The Director of Re-Gen Waste has asked if the Welsh government’s proposals are really the best way to increase businesses’ recycling.
Joseph Doherty, Managing Director of Re-Gen Waste argues that the proposed model is not in the best interests of the customer, in terms of engagement and participation.
In November last year, the Welsh government published their consultation on the enforcement regime for non-domestic rateable premises in Wales and their separation requirements for the collection of recyclable waste materials such as food, glass, paper, card, plastics, and metals. The purpose of which is to increase recycling from non-domestic premises in Wales.
The proposed regulations require the occupiers of non-domestic premises (including businesses, charities, and public sector bodies) to present specified recyclable materials for collection separately from each other and separate from residual waste and they require the collection of such materials to be collected and kept separately. The regulations propose to ban specified separately collected recyclable materials from non-domestic and domestic premises from incineration and landfill; ban all wood waste to landfill and ban the disposal of food waste to sewer.
The new collection regime has a new enforcement regime to ensure its delivery. Businesses could be fined £300 for not presenting their recycling sorted and separated into different material streams. While their recycling collector could be fined £500 if they remove materials not presented as sorted in accordance with the regulations.
The proposed levels of fine are based on the results published in March 2021 of a consultation undertaken between September and December 2019 on the scheme system for separate collection and its enforcement.
The 2019 consultation received just 100 responses despite there being an estimated 262,800 enterprises active in Wales in 2021, employing around 1.2 million people. Even if all the respondents were from business enterprises (which they aren’t) it means the responses only reflected the views of 0.004% of those affected.
Yet, some significant changes are to be made based on those responses and put in place from October 2023. Up to six different containers will have to be purchased and provided to business customers but individual businesses will need different sizes for each, due to the nature of their business and the volumes of waste they produce.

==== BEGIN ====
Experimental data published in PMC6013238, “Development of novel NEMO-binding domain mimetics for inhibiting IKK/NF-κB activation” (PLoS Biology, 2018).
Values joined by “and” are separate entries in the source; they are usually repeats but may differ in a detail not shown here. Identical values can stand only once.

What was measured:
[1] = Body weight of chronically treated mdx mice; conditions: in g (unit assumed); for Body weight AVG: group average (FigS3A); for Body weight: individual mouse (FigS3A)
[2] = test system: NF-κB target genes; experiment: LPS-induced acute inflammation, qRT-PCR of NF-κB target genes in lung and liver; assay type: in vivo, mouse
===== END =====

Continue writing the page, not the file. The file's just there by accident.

That is an extremely challenging timescale to get the additional containers delivered, information on the new collection scheme distributed to all affected non-domestic rateable premises, and for their waste collectors to source additional vehicles and crews and schedule new collection rounds.
Current lead times on new refuse truck orders can be 12 to 24 months which indicate the scale of the challenge they face. Unlike collections from households, Welsh non-domestic rateable premises will have to bear the increased costs themselves.
In fact, the Welsh government has spent significant amounts of money supporting councils to change households over to fully separated collections. There will be no funding like this for Welsh businesses. Statistics show that 0.6% of total active enterprises in 2021 were large (250+ employees); 4.4% were small and medium-sized enterprises with 0 to 249 employees, and micro enterprises employing 1-9 employees accounted for 95%. It is the smallest businesses that will be hit hardest.
The whole collection infrastructure has less than 10 months to put the changes in place for Wales. Each business will require a waste audit in advance of any contract being signed for the collection. That’s a lot of income for waste auditors.
Businesses in Wales will have to find space for up to six containers on their sites to be able to manage the required material streams: food, paper and card, glass, metal and plastic and cartons, unsold small waste electrical and electronic equipment (sWEEE), and unsold textiles.
This is in contrast with a single large bin for the commingled collection of multiple dry recyclable materials (paper and card, glass, metal and plastic and cartons), plus food waste. Most businesses will not regularly produce unsold sWEEE or textiles but is unclear if they will need to store containers in anticipation of the time that they might, or whether there will be a de minimis threshold below which exemptions will apply.
Unlike households where the occupants remain fairly constant over time, the challenge for non-domestic rateable premises will be to ensure they do not get fined. This will involve having robust processes in operation to separate their waste, recycling into the various material streams and presenting their containers correctly for collection. It is hoped that the regulators give sufficient time for the changes to embed and run smoothly before they begin dispensing fines.
This is a model that I believe is not in the best interests of the customer, in terms of engagement and participation. I think that collecting as many recyclable materials as possible together in one container, then letting automated sorting linked with artificial intelligence material selection split the items into different material streams, is the most popular solution to the circular economy challenge.
MRFs that have been invested in and have developed over time, like the one operated by Re-Gen in Newry, can adapt as technology advances and are best placed to provide rich, granular data to governments, council and business customers, brands, and retailers, to measure progress.
We believe data will be vitally important. AI technology will help to read brands and shapes to capture information, which will help us understand exactly how many of each type of packaging format by brand, have been processed.